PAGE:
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Ayodhya Verdict: Congress Sees Opportunity to Reclaim Lost Ground, Endorses Construction of Temple

'After 26 years, the Supreme Court has done exactly the same thing that the Congress party had sought to do through an Act of Parliament,' Congress chief spokesperson Randeep Surjewala said.


Updated:November 10, 2019, 3:04 PM IST
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Ayodhya Verdict: Congress Sees Opportunity to Reclaim Lost Ground, Endorses Construction of Temple
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New Delhi: The Supreme Court giving finality to the Ayodhya dispute could provide an opportunity to the Congress, which was quick to endorse early construction of a Ram temple, to win back the confidence of the majority population and shrug off the charge of "minority appeasement".

A section of party leaders feel that despite having initiated the process of starting prayers at the disputed site way back in 1986, the Congress has suffered electoral losses in the Hindi heartland, particularly Uttar Pradesh, since the demolition of the Babri mosque under its regime in 1992.

As the Congress's fortunes dipped, its arch rival BJP emerged as the clear gainer, riding on the Ram Janmabhoomi movement to national limelight and subsequent electoral victories.

"After 26 years, the Supreme Court has done exactly the same thing that the Congress party had sought to do through an Act of Parliament," Congress chief spokesperson Randeep Surjewala said.

The leaders claimed that though the Narasimha Rao government was blamed for failing to stall its demolition, it was the Congress which initiated the mediation 26 years ago and wanted the construction of a Ram temple through consensus or through court order.

But the BJP, which used the matter to polarise people and reap electoral gains, did not support the party's proposals, the leaders said.

They said it was then prime minister Rajiv Gandhi who on February 1, 1986 got the permission for starting prayers at the disputed site and got the locks opened. Thereafter, the 'shilanyas puja' was held in 1989, they say.

They also claimed that the then Congress government at the Centre also brought the Ayodhya Act in January 1993 "to acquire the site of the disputed structure (2.77 acres) and suitable adjacent land (64 acres) for setting up a complex" that would have a temple dedicated to Lord Ram. This was stated by then Home Minister SB Chavan in Parliament.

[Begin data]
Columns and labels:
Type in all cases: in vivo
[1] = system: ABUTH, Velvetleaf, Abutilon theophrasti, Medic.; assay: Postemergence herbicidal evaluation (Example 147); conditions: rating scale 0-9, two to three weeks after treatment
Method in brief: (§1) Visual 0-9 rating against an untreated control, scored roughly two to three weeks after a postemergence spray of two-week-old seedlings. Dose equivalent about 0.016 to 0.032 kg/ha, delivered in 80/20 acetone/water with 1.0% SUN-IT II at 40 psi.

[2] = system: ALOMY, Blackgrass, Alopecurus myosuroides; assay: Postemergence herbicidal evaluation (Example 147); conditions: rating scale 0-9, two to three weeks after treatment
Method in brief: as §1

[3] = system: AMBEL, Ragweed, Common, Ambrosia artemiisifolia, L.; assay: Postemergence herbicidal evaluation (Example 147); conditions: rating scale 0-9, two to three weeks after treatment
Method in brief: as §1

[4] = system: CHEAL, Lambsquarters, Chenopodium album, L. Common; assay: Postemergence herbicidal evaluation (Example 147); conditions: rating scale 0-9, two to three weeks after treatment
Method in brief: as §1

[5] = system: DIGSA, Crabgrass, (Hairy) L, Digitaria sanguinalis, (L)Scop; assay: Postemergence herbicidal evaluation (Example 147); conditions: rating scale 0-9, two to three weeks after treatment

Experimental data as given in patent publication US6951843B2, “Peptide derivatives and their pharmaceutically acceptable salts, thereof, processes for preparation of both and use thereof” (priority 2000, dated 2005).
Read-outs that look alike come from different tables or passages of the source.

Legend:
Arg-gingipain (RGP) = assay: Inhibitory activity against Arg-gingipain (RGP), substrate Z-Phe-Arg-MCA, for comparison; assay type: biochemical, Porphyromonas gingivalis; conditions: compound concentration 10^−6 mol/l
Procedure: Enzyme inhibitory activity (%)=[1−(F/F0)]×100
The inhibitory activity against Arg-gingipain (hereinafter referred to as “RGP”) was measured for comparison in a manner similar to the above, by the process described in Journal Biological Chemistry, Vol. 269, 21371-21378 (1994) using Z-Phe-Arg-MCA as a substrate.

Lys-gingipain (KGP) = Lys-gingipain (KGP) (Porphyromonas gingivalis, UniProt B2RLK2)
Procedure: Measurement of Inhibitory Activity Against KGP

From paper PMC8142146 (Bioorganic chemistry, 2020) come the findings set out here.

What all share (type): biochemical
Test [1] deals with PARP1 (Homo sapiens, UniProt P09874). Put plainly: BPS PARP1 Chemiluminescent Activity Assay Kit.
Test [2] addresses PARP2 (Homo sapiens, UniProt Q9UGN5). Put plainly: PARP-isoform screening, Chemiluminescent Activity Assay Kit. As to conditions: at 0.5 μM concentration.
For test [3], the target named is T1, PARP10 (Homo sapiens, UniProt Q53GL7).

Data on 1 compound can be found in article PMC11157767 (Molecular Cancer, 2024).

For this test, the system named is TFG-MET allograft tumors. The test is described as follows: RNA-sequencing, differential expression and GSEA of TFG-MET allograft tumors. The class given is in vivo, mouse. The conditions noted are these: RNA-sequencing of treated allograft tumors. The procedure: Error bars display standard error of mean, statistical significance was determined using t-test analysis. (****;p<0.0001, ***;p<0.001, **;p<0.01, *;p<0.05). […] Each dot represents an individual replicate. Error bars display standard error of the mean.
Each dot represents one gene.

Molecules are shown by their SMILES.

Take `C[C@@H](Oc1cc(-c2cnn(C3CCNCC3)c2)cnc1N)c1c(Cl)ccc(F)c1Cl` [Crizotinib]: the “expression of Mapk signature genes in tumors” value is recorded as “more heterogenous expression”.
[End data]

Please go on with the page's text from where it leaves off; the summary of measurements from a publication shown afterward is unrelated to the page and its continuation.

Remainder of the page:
They said the party-led government planned to build "a Ram temple, a mosque, amenities for pilgrims, a library, museum and other suitable facilities" at the site, but the BJP opposed it then.

"After 26 years, the Supreme Court has done exactly the same thing that the Congress party had sought to do through an Act of Parliament - The Ayodhya Act in 1993, vis-a-vis construction of the Ram temple, a mosque and a museum, but the BJP had vehemently opposed the construction of the temple by Government of India, with its Vice President S S Bhandari calling the Act as 'partisan, petty and perverse'," Surjewala said.

Former Law minister Ashwani Kumar, who was additional solicitor general during Rajiv Gandhi's tenure as prime minister, said no political party or side should now reopen or seek to find fault with today's Supreme Court decision, even if it is not seen as perfect.

"This is particularly so since the Congress has paid a huge price in terms of polarisation, social and religious divides generated by the controversy. Political parties will be doing a great disservice to seek political gains from this judgement," Kumar said.

He said matters of faith and religious sensitivity are best addressed in a non-partisan judicial forum which has now happened. He added that the SC verdict on the sensitive and contentious issue must now receive a final closure, considering a detailed and credible analysis of the contentions of respective parties.

Former Union Minister of State for Home Subodh Kant Sahai claims that the Congress always wanted the issue to be resolved through consensus, but the BJP never allowed so and wanted to make it an emotive and ideological issue to gain political dividend.

The steps taken by the Congress in resolving the issue through consensus came to nought after the demolition of the mosque on December 6, 1992 and all discussion in this regard proved futile, he said.

"I am happy that the Supreme Court did not talk about rights and considered the issue of faith and centered around temple construction...everyone should maintain peace and calm. But the question remains on whether those associated with the government will be supportive in maintaining peace or will continue to treat it as an issue of victory or loss," Sahai told PTI.

"The Supreme Court verdict should be limited to temple construction and should bring an end to politics by those who vitiated the atmosphere," he said.

Congress leader and former Uttar Pradesh minister Pramod Tiwari said, "The BJP has always said that this is an issue of faith and it cannot be resolved in the court.... But the Congress has stood by what it always said. The BJP has been befooling the people by taking advantage of Ayodhya issue, but the court decision has brought an end to the issue and everyone will have to follow it now."

Another minister in the Rajiv Gandhi government, K K Tewary, said the BJP owes its rise to the Ayodhya movement. "The BJP cannot make much out of it now as the matter now rests after the SC verdict," he said.

Settling a fractious issue that goes back more than a century, the Supreme Court in a historic verdict on Saturday backed the construction of a Ram temple by a government trust at the disputed site in Ayodhya, and ruled that an alternative five-acre plot must be found for a mosque in the Hindu holy town.

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